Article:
“This is where it is going to be an interesting challenge for us after Brexit, because the European Working Time Directive – I think that will go out the door in the UK once they are gone out of Europe. And therefore, you will have junior doctors going to England, knowing full well that while they might have to work harder, they will get paid for overtime, for doing so many hours overtime, which they can’t do here. That is a big issue, I think.”
Dr Hillery was involved in the GEM debt campaign, which was run independently by GEM students and graduates. He notes that the IMO also raised the issue again in its pre-Budget 2017 submission, where it called for tax relief on loan repayments for GEM students.
The NAGP’s submission highlighted the matter as well: “We are now beginning to see the entry of graduate medical students into general practice. These new entrants are saddled with a considerable level of student debt, which makes practising in this jurisdiction challenging.”
According to Dr Hillery, the Departments of Education and Health have tended to view the matter as “each other’s responsibility”.
He suggests inaction will have clear consequences. “My colleagues who live in Australia, they are in training there and progressing through it – they intend on finishing their training there and potentially staying there, as they don’t see it as a viable option to come back to Ireland.”
The RCSI made no mention of the sticky issues of debt and retention in its celebratory press release on 10 years of its GEM programme. Instead it focused on the more positive fact of 415 doctors having graduated since inception. Admitted students have had a broad range of primary degrees from nursing to aeronautical studies, music to neuroscience.
Irrefutably, the GEM programmes at the RCSI, UL, UCC, and UCD have afforded people a chance to study medicine who otherwise may not have done.
Dr Hillery attended the RCSI anniversary celebrations. “I personally have benefited from graduate-entry by having an alternative route to access medical training. It is something I had always intended on doing and something that I am glad I had a pathway to get into apart from the Leaving Cert.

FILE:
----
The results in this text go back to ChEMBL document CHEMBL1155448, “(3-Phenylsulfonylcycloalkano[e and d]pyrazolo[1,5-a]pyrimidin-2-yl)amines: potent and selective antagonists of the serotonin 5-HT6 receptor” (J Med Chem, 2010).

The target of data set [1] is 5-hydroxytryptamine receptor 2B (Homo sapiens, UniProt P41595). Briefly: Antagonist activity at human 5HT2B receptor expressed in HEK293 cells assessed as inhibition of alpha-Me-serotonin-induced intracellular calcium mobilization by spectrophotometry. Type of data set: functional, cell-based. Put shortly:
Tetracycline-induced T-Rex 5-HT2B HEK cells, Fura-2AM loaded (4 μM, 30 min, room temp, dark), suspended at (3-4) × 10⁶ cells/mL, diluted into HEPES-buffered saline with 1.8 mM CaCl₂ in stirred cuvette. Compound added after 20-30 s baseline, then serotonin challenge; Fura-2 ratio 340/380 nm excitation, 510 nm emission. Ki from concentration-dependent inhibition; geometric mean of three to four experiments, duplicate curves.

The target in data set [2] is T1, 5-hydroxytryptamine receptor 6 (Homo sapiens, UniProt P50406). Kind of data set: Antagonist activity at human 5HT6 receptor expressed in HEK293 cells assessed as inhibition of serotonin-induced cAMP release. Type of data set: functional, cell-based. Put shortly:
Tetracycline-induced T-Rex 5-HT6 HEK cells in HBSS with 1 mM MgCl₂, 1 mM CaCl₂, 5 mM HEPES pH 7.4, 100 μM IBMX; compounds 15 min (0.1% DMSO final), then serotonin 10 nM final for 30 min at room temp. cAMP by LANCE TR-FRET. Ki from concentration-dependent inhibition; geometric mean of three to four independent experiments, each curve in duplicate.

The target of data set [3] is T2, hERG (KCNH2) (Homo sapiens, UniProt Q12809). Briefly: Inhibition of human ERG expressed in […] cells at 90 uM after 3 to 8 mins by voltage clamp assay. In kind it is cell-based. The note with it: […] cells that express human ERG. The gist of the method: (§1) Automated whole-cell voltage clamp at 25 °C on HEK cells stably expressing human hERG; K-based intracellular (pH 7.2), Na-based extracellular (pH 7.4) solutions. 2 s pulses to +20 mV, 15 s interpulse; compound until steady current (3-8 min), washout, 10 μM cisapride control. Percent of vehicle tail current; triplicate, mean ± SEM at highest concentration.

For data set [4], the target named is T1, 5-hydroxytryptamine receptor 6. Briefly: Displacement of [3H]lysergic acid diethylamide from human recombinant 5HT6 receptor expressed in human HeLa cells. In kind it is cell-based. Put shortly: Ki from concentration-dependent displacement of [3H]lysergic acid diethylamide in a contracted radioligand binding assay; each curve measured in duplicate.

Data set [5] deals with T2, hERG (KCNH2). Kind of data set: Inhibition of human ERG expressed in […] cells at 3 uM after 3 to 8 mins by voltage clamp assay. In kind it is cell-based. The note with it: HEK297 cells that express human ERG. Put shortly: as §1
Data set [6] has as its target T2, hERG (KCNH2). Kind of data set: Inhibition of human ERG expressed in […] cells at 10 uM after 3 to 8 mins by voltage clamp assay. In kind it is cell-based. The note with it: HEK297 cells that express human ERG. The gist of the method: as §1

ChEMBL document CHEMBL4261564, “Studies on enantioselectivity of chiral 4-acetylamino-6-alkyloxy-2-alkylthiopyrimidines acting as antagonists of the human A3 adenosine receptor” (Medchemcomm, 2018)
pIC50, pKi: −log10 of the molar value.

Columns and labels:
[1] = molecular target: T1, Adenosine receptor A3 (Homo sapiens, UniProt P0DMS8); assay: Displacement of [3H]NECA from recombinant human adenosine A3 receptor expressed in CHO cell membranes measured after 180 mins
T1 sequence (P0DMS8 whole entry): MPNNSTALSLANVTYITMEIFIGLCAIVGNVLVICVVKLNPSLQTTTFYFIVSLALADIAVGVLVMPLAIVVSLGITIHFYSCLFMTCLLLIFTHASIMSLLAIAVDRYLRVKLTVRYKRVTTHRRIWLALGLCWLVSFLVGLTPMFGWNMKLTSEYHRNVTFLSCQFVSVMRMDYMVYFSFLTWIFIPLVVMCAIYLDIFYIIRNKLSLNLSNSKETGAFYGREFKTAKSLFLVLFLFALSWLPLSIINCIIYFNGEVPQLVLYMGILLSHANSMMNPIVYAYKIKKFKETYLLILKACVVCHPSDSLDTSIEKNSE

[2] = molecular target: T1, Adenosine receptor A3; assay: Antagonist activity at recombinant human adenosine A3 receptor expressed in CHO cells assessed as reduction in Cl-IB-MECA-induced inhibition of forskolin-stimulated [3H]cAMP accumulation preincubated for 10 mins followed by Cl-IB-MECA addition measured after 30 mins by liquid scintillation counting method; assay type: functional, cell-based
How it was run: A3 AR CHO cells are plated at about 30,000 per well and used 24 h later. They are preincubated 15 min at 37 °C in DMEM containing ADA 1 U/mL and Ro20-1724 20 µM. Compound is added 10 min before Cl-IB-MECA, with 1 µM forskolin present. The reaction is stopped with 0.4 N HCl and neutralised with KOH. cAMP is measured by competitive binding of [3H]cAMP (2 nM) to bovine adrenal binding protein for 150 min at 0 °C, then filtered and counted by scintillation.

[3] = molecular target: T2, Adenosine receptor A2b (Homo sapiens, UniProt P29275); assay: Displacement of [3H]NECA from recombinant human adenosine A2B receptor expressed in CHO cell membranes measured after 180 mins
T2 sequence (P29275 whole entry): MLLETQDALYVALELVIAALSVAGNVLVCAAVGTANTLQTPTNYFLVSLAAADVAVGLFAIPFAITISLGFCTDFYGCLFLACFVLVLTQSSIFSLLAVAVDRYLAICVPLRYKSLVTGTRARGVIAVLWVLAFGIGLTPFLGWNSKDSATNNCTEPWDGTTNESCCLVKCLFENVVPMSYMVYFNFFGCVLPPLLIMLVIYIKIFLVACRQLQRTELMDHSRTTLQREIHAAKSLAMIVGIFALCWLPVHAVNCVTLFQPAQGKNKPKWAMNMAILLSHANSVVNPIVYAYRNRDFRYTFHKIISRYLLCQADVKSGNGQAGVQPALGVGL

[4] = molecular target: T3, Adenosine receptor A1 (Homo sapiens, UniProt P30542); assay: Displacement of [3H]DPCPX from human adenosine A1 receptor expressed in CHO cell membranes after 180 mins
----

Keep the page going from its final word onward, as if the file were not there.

“From what I have seen both as a trainee and as a trainer, when I am looking at junior colleagues who are doing the graduate entry programme, their level of maturity is something I think is well-suited to training in medicine,” he adds.
A paper by RCSI researchers, published in BMC Medical Education in 2014, found that GEM students “perform at least as well, or even better, than a corresponding undergraduate-entry group”. It reported that having a scientific background on entry confers no advantage in final assessments.
Prof Seamus Sreenan, Director of the RCSI’s GEM programme, says one of the concerns when the course was initiated was how people from non-science backgrounds would fare.
“But our research has shown they perform equally well,” he tells MI. “I mean, it is difficult for them starting out if they come from a non-science background; for the first few weeks they are dealing with different concepts that are very novel to them, but even by the end of the first semester their performance is essentially indistinguishable from those who come from a science background.”
What trends have emerged in respect of chosen specialties?
Prof Seamus Sreenan
“We haven’t formally studied this and it is something we want to look at, as we are interested to see if there is a difference in the pattern of career choice between those who come through the graduate-entry programme and those who come through the regular entry,” says Prof Sreenan. “Anecdotally, we think maybe more of them are going into general practice, but we would like to study that in a more formal way.”
Intake into the RCSI GEM programme is approximately 30 EU students and between 30-40 non-EU students annually. Prof Sreenan acknowledges that finances are a concern for some students.
“We have had very few drop-outs over the years. I think we might have had one person who dropped out and said it was because of financial reasons,” he adds.
He also recognises that the full impact of the repayments’ schedule only materialises after graduation.
As with other third-level institutions, the RCSI has access routes for disadvantaged students. However, there “probably haven’t had been too many from disadvantaged backgrounds applying to the GEM programme”, he concedes.